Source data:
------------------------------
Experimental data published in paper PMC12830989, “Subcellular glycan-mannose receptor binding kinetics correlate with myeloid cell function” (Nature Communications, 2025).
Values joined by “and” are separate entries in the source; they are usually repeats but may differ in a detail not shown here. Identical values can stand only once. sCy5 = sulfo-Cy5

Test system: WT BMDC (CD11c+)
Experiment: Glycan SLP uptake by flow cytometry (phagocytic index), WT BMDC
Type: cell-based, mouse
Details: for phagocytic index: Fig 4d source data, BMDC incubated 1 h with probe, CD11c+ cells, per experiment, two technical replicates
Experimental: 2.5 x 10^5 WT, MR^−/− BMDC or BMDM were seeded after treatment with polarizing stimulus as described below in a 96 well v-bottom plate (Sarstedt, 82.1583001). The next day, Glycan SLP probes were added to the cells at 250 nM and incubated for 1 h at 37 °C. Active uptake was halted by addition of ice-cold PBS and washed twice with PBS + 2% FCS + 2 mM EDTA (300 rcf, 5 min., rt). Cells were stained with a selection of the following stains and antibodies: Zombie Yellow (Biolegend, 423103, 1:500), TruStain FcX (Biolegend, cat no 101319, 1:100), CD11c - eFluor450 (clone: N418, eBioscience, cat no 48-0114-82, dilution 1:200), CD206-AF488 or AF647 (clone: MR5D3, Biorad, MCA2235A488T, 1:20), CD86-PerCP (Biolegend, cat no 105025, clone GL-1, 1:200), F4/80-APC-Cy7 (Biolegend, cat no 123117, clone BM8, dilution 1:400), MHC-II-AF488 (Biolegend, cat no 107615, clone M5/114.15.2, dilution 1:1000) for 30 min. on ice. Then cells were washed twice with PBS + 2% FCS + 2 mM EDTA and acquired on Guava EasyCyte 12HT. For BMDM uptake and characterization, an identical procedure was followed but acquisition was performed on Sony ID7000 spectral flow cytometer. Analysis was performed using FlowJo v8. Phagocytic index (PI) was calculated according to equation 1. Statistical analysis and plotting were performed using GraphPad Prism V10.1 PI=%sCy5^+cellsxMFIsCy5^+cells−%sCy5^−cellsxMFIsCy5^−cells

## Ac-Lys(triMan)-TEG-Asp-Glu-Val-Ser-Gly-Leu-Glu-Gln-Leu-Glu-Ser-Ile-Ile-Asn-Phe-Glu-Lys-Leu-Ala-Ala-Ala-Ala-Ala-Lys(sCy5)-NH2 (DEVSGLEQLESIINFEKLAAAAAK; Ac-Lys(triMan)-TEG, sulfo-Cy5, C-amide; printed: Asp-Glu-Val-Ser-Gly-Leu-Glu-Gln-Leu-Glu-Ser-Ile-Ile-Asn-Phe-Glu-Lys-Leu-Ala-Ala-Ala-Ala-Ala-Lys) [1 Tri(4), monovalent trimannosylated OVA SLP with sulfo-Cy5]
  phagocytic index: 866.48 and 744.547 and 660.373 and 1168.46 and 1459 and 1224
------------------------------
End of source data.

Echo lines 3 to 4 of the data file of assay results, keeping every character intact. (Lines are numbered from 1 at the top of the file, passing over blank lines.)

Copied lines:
Test system: WT BMDC (CD11c+)
Experiment: Glycan SLP uptake by flow cytometry (phagocytic index), WT BMDC